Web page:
Imagine the following scene:
A top corporation with billions of dollars in revenue, a significantly bright future in terms of market stability, and a well-known brand name is in need of an entry level manager for one of their sub-brands. The position would guarantee an influence on the overall vision for the corporation, and a solid position for upward mobility.
The hiring committee settles on a candidate; one with a great upside and trainable talent. Before the candidate sets foot in his/her new office, he is offered an executive salary, comprehensive benefits better than those of his superiors, and stock options outnumbering all but those on the board-of-directors.
In the normal business world, a scenario like this would be met with government inquiries, accusation of insider treatment, and numerous front pages in the Wall Street Journal. It would be taboo, and as such, it is never seen.
Yet, take a look at the National Football League (NFL), and one is met with a school of economics that would make John Stuart Mill roll over in his grave. Last month, Jake Long signed with the Miami Dolphins as the first pick in the 2008 NFL Draft. His contract covered five years and $57.5 million, making him the highest paid offensive lineman in the league.
Jake Long has yet to play a single snap of official NFL football.
The structure for rookie contracts in the NFL is that of an upward spiral. Last year, JaMarcus Russell signed with the Oakland Raiders under a six-year $61 million deal, with $29 million guaranteed. This would suggest that if Russell turned out to be a bust, like Ryan Leaf a few years back, and was released, he would still be paid that $29 million.
Every year, the top picks in the draft expect to be paid more than those of the previous year. To this point, their demands have been met, despite being paid these grand sums on the ’science’ of speculation. Collegiate success is no true barometer for professional success. There are many cases where the two coalesce, but most of the time, the two are mutually exclusive.
This has veterans in the NFL more than a little discouraged. While NFL owners are shelling out supersized checks to unproven rookies, star veterans are up a creek without a paddle for no other reason than they started playing a few years prior. There have been numerous cases where rookies were required, as an act of initiation into their new squad, to purchase gifts from a veteran’s wish list.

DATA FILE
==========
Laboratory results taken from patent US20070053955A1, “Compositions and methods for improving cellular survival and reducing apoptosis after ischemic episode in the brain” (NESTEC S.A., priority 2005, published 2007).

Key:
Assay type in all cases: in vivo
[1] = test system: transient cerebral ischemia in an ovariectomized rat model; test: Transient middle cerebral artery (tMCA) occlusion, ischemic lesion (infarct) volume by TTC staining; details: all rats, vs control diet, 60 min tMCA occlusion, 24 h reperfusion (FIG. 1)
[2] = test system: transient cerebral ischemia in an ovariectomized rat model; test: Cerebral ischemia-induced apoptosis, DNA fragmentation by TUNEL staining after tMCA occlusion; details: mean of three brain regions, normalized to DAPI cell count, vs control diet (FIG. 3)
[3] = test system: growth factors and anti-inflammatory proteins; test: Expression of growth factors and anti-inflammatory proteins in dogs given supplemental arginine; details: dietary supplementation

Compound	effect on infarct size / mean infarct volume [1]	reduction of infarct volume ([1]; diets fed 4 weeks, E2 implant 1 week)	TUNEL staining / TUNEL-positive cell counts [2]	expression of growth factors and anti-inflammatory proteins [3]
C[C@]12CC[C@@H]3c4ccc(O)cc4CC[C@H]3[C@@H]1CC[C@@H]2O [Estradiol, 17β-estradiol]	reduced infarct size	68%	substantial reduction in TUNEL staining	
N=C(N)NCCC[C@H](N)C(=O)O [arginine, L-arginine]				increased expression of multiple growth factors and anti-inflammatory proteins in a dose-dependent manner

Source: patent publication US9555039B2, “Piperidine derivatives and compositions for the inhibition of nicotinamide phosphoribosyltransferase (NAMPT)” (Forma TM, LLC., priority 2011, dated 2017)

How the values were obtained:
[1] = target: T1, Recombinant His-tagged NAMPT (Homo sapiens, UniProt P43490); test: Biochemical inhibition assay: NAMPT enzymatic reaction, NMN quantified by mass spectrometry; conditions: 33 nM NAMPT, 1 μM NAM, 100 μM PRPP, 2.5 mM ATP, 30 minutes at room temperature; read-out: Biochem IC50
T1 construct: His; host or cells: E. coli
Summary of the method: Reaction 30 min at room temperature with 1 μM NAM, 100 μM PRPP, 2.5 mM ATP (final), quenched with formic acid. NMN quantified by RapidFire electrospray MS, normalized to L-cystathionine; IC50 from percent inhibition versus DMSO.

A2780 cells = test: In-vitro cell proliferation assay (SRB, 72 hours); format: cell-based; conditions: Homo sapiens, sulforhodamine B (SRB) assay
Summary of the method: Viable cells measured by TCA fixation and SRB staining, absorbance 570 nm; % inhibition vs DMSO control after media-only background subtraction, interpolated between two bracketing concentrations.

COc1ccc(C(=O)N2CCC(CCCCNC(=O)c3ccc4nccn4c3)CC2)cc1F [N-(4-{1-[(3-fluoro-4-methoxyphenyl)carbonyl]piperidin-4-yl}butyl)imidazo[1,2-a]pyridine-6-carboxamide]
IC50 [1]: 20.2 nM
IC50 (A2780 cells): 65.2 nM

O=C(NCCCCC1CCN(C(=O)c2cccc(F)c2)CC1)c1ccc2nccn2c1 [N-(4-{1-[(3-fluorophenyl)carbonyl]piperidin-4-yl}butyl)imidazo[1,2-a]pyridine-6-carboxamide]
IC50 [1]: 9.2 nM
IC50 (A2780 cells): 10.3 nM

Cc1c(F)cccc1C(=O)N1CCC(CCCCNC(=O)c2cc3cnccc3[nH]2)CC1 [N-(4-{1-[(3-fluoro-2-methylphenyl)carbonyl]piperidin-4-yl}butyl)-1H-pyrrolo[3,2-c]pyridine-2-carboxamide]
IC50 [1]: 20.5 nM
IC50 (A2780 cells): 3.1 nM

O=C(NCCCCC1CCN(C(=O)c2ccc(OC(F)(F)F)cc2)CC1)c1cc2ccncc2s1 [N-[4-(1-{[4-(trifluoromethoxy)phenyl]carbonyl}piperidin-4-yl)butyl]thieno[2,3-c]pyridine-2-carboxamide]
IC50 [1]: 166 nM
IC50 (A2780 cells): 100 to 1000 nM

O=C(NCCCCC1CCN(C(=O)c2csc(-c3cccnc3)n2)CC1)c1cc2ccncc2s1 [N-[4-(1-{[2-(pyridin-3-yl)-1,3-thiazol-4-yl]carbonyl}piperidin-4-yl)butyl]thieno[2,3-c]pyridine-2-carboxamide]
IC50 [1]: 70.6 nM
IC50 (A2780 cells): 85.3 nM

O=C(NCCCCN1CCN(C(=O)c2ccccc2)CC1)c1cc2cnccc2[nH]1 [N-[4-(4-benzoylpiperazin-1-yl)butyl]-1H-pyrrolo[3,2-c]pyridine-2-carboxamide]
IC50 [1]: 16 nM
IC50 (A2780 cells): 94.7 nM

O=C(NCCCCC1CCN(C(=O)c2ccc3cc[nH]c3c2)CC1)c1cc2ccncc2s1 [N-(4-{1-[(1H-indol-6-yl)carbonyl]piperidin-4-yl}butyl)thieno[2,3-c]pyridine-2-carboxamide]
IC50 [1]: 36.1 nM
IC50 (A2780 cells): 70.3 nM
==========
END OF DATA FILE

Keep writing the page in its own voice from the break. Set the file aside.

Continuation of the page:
Clearly, there is a significant disparity in wages of players in the NFL. In any other business there would be an outcry for egalitarian measures, where salaries would become more appropriate to some calculation of talent, production, and value.
This is certainly the case in the NBA, where David Stern fought a long battle in the 1990s to obtain a rookie-contract limit. This means that although Chris Paul has been a force throughout the playoffs, he is still earning less than nearly every name on the backs of the jerseys he faces. If he continues to produce in this manner, he will certainly sign a superstar deal when his current contract ends. But not a minute sooner.
This is the path the NFL and Roger Goodell must take. NFL owners have the cash to throw around, but the main issue is the disparity between those players who have proven to their teams and fans their value and the rookies who are simply paid on hype and speculation.
Fairness is lauded throughout all of sport, and this is a case that deserves a series of discussions, meetings, and inquiries until such equality is achieved. It’s necessitated everywhere else, so why does the NFLPA think it’s exempt?